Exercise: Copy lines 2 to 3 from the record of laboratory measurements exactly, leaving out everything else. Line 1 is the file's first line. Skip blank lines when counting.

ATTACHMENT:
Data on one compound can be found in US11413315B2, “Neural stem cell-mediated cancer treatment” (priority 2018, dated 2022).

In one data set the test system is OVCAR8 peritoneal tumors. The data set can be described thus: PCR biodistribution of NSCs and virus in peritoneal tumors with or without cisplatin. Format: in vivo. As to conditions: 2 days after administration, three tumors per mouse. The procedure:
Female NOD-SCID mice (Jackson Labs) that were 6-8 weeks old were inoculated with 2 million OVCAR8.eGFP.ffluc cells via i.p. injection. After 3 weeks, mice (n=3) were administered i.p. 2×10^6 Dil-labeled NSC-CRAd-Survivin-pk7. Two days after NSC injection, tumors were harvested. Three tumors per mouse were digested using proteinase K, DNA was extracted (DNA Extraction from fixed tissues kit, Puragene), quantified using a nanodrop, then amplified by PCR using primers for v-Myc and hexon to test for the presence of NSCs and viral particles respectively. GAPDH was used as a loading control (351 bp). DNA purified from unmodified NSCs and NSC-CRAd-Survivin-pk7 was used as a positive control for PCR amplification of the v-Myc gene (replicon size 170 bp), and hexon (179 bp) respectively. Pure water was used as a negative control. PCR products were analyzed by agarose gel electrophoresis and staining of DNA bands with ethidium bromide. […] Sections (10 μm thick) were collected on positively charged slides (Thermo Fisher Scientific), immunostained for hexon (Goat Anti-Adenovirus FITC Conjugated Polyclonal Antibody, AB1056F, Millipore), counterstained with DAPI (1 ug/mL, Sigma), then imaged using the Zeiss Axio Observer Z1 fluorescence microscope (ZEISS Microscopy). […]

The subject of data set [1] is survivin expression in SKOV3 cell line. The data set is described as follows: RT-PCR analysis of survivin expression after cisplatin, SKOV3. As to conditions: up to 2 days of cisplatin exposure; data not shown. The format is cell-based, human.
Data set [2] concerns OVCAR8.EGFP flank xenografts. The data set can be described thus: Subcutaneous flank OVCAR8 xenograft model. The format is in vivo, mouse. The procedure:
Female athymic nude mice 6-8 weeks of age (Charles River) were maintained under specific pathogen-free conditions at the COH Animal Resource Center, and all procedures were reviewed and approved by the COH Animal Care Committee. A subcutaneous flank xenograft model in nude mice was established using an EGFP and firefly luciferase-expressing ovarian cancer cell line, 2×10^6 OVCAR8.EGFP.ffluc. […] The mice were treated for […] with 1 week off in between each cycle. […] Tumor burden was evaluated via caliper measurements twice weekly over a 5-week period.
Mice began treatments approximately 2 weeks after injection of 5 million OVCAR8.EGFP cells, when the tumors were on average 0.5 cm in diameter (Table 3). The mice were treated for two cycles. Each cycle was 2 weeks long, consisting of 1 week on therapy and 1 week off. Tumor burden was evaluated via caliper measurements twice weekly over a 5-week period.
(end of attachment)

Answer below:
In one data set the test system is OVCAR8 peritoneal tumors. The data set can be described thus: PCR biodistribution of NSCs and virus in peritoneal tumors with or without cisplatin. Format: in vivo. As to conditions: 2 days after administration, three tumors per mouse. The procedure:
Female NOD-SCID mice (Jackson Labs) that were 6-8 weeks old were inoculated with 2 million OVCAR8.eGFP.ffluc cells via i.p. injection. After 3 weeks, mice (n=3) were administered i.p. 2×10^6 Dil-labeled NSC-CRAd-Survivin-pk7. Two days after NSC injection, tumors were harvested. Three tumors per mouse were digested using proteinase K, DNA was extracted (DNA Extraction from fixed tissues kit, Puragene), quantified using a nanodrop, then amplified by PCR using primers for v-Myc and hexon to test for the presence of NSCs and viral particles respectively. GAPDH was used as a loading control (351 bp). DNA purified from unmodified NSCs and NSC-CRAd-Survivin-pk7 was used as a positive control for PCR amplification of the v-Myc gene (replicon size 170 bp), and hexon (179 bp) respectively. Pure water was used as a negative control. PCR products were analyzed by agarose gel electrophoresis and staining of DNA bands with ethidium bromide. […] Sections (10 μm thick) were collected on positively charged slides (Thermo Fisher Scientific), immunostained for hexon (Goat Anti-Adenovirus FITC Conjugated Polyclonal Antibody, AB1056F, Millipore), counterstained with DAPI (1 ug/mL, Sigma), then imaged using the Zeiss Axio Observer Z1 fluorescence microscope (ZEISS Microscopy). […]